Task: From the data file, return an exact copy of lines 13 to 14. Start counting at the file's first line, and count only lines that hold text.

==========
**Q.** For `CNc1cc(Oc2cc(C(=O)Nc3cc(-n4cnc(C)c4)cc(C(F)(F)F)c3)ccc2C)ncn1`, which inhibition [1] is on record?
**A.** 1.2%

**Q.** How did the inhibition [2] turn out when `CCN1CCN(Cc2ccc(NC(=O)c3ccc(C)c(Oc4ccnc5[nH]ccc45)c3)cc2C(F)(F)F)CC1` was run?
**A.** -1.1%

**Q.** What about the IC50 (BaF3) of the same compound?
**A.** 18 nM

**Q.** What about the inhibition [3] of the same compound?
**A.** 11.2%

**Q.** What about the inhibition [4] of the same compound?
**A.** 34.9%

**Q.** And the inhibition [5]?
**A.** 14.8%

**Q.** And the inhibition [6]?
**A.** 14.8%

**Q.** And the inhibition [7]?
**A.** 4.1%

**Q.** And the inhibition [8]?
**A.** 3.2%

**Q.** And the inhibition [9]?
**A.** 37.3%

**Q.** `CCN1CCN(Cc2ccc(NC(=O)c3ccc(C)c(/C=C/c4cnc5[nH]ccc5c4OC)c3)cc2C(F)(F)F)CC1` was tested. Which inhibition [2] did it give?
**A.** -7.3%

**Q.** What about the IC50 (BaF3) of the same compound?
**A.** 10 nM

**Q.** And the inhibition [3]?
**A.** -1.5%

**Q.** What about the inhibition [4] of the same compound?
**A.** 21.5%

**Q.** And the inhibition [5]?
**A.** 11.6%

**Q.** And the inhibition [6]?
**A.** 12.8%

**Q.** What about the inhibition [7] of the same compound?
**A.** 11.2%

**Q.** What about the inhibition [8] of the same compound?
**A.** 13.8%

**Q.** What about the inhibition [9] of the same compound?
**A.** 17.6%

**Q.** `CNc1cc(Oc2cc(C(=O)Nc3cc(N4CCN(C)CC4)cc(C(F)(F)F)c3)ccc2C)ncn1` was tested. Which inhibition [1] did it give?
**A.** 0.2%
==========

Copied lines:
**Q.** And the inhibition [6]?
**A.** 14.8%